There are several recipes for ketchup on that site…here is a link directly to that list…

      http://nchfp.uga.edu/how/can3_tomato.html

      I like my spaghetti with all kinds of veggies. The eggplant is optional…I should have mentioned that. 🙂 Broccoli is great cooked into spaghetti sauce.

      I hope I answered all of your questions. I know that the site that I shared has a wealth of information that will be useful to you. I hope you can check it out and have any additional questions answered.

      Reply
  5. Vickie

    Good morning, Lisa Lynn! My tomatoes were late this year also! A weird growing season. Anyway, I made pasta sauce with ground meat in it last year and then pressure canned it. It was delicious! I don’t think I will have enough tomatoes for much sauce at all this year. Bummer, Oh well. Thanks for your review of the Victorio food strainer – I need to buy one! Have a great week!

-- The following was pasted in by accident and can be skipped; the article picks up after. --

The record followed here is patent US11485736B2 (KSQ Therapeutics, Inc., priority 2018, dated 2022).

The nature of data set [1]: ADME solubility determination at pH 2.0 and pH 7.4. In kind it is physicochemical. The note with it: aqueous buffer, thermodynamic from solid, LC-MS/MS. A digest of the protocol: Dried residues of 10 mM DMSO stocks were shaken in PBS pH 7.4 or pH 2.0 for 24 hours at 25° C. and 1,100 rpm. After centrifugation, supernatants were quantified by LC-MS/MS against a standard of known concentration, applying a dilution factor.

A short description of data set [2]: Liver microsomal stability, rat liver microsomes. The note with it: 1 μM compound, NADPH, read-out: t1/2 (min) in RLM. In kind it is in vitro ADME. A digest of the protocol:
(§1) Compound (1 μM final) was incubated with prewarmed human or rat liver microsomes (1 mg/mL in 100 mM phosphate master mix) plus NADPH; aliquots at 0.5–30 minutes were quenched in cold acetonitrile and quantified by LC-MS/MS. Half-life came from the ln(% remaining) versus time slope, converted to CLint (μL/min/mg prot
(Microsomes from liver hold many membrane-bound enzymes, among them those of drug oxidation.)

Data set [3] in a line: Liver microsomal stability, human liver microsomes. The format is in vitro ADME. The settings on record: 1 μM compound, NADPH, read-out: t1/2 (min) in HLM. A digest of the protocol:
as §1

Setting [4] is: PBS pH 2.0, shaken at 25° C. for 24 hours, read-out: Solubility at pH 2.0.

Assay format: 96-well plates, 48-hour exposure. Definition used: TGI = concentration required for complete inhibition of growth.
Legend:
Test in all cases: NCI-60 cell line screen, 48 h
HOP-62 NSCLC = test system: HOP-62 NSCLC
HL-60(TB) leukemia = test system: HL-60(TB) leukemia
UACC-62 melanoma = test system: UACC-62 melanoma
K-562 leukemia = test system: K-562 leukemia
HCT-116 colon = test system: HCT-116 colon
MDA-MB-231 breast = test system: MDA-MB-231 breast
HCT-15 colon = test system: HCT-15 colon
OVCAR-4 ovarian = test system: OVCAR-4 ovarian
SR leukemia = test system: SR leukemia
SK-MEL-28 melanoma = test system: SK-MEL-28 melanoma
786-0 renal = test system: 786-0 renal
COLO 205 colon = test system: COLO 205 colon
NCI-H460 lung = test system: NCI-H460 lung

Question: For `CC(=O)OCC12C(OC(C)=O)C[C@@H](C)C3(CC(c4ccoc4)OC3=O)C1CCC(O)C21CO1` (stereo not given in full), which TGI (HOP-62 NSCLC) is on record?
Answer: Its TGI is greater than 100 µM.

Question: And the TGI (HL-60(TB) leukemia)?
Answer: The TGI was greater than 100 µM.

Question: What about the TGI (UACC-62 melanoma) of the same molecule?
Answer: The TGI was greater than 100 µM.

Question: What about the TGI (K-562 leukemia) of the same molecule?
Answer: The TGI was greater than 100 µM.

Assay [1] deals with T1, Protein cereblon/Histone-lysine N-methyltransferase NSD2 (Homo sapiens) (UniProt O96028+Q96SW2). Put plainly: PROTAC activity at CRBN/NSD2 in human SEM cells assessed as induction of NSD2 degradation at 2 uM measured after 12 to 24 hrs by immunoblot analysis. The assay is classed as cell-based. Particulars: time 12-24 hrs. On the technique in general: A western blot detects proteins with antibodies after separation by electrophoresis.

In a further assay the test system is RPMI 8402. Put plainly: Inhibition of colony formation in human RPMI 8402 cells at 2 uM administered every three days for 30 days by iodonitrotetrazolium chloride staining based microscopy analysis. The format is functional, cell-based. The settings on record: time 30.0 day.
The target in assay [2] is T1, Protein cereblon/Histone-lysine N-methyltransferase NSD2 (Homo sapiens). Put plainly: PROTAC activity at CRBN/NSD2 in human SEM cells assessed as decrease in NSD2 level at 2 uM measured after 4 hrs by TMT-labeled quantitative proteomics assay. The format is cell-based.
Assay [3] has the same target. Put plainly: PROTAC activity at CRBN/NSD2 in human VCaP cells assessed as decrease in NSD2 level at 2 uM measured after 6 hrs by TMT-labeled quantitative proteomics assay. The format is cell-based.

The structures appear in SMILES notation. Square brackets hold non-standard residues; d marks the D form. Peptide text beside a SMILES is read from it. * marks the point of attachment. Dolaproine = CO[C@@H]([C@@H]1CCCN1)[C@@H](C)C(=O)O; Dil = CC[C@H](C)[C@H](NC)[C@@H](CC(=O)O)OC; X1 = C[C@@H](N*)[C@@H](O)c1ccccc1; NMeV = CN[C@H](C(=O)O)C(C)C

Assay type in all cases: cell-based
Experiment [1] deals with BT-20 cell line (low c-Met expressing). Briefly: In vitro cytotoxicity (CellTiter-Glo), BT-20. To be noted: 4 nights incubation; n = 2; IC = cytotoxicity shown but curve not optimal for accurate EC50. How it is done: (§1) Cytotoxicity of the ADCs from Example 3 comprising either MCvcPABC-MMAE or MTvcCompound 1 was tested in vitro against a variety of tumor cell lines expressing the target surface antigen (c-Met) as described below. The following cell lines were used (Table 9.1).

Reply
    1. Lisa Lynn Post author

      Hi Vickie,
      Your pasta sauce with meat sounds yummy 🙂 I thought about making my sauce that way, but hated to pull out the pressure canner this time. Mine only holds 7 quart jars and it needs to sit for so long to reduce the pressure once it is done processing that I usually only do one canner full each day. Otherwise I’m up until the wee hours of the morning…and that is too much for me nowadays!